Ara, the Altar, lies just south of Scorpius, whose southern portion (the southern bend of the tail) is seen at the top. The bright star above center is Girtab, Theta Sco. The constellation's luminary, Beta Arae, is the upper of the pair of stars toward bottom center (the lower of the two is Gamma Arae). Alpha Arae, which is just barely fainter, is below and just to the right of Girtab, while Theta Ara is to the left and a bit down from Alpha. The remainder of the constellation stretches toward the bottom, where it is cut off by the southern horizon.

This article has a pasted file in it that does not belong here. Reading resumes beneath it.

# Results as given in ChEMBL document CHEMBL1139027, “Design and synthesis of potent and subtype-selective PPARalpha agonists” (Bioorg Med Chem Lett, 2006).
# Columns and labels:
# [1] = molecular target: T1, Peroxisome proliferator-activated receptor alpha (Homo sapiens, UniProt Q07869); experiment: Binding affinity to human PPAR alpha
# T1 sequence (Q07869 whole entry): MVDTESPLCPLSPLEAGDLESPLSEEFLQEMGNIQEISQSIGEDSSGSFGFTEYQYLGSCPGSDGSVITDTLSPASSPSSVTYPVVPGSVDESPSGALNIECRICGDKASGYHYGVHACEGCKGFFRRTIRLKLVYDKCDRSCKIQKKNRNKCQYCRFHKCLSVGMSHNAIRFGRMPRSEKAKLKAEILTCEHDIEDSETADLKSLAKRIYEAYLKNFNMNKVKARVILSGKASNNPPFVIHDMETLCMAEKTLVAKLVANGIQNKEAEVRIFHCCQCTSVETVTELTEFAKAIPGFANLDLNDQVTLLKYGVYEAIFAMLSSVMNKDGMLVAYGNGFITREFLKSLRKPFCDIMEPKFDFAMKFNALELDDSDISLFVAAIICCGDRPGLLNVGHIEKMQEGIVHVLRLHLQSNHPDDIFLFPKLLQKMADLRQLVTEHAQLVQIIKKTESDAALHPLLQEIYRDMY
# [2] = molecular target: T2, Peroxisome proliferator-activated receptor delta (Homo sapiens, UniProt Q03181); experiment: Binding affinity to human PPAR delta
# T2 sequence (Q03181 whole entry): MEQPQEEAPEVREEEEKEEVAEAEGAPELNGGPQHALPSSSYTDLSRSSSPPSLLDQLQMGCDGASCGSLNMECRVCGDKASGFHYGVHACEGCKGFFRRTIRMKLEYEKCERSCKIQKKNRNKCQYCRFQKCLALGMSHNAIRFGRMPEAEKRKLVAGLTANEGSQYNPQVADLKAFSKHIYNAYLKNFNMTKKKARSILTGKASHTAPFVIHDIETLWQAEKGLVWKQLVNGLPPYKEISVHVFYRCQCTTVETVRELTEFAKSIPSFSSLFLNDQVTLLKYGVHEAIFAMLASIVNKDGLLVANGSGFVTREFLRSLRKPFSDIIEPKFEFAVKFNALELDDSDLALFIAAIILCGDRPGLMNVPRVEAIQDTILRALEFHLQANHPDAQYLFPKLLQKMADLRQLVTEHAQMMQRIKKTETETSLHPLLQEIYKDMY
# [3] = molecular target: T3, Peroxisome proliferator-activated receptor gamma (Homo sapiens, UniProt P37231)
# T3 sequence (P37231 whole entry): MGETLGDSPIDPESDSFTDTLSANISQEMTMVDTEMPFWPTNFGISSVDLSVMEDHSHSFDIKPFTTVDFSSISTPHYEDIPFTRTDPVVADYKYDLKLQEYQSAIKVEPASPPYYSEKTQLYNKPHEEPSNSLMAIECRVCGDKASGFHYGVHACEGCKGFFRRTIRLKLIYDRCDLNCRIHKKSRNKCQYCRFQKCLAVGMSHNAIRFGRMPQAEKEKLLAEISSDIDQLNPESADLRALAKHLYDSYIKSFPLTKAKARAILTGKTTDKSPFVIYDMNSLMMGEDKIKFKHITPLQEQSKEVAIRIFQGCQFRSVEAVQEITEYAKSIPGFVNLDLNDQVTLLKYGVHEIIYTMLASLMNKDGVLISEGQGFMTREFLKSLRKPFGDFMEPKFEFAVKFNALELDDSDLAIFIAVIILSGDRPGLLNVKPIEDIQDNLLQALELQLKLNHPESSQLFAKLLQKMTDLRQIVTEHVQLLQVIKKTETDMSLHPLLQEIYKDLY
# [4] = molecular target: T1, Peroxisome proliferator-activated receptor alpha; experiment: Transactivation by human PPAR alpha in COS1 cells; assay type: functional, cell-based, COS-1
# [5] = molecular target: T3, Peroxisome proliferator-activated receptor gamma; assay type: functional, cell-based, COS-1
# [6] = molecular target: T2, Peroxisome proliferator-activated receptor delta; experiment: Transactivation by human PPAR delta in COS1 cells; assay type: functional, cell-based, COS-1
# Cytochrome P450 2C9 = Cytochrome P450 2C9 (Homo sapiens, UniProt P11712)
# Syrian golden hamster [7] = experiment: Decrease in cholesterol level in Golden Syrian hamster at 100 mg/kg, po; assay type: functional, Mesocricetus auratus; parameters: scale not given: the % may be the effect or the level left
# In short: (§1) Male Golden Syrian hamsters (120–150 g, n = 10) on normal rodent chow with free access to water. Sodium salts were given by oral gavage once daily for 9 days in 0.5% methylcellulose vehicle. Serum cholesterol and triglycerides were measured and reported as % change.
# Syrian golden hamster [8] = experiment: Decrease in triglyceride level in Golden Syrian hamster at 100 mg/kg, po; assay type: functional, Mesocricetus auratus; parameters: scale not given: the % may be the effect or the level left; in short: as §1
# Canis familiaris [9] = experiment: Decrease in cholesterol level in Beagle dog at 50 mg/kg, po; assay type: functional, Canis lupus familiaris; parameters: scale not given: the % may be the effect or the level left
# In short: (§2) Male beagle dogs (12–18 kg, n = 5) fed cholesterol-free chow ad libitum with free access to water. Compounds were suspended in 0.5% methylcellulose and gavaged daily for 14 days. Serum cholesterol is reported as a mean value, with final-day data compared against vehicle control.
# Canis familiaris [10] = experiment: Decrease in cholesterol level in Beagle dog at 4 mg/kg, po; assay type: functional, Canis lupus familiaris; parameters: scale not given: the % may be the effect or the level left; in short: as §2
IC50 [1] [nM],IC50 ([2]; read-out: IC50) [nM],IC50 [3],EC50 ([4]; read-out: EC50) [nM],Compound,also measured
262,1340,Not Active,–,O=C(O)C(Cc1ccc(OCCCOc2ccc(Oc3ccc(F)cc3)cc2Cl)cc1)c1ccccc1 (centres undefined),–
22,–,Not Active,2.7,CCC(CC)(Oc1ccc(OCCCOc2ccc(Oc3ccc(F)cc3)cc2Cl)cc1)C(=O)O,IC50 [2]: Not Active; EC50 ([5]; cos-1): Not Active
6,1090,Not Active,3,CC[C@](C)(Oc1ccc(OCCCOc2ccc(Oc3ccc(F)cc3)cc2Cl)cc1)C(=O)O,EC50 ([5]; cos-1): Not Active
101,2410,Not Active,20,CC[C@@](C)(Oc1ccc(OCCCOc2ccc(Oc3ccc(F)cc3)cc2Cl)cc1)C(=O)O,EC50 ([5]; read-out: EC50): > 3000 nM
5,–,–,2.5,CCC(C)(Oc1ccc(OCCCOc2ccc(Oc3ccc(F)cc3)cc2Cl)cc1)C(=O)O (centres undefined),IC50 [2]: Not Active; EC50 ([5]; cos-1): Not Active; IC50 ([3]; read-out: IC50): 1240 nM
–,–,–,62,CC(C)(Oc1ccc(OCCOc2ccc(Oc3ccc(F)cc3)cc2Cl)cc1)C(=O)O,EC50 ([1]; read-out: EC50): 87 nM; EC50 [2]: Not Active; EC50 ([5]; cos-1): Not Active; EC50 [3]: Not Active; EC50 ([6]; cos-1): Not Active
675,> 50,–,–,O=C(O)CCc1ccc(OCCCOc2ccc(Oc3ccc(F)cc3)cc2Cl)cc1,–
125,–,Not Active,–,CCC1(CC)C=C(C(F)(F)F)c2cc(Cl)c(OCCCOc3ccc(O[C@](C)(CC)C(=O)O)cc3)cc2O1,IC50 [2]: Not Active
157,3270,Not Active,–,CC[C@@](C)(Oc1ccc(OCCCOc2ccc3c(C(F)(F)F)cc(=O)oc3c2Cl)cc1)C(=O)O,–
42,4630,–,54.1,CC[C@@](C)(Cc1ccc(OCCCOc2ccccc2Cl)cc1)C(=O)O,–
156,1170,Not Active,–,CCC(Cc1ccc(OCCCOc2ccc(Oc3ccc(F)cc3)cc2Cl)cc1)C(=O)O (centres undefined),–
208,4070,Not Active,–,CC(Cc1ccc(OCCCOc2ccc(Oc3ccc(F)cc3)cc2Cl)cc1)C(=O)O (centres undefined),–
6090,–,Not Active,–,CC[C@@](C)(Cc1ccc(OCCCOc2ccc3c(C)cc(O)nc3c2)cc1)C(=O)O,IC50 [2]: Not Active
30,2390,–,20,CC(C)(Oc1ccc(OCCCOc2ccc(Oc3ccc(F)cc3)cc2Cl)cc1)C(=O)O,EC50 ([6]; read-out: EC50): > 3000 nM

The bright open cluster M 7 is toward upper left, while the modern constellation Telescopium is at lower left. The globular cluster NGC 6397 lies up and to the left of Beta Arae. The red color of the stars near the lower edge of the picture is caused by their shining through the Earth's thick atmosphere, which also makes Beta look fainter than Alpha. Photo courtesy of Chris Grohusko.

To see a labelled image, push the star:

Ara has a star with three PLANETS.

See part of Ara from Bode's Uranographia Brittanica of 1786.

By Jim Kaler. Return to STARS.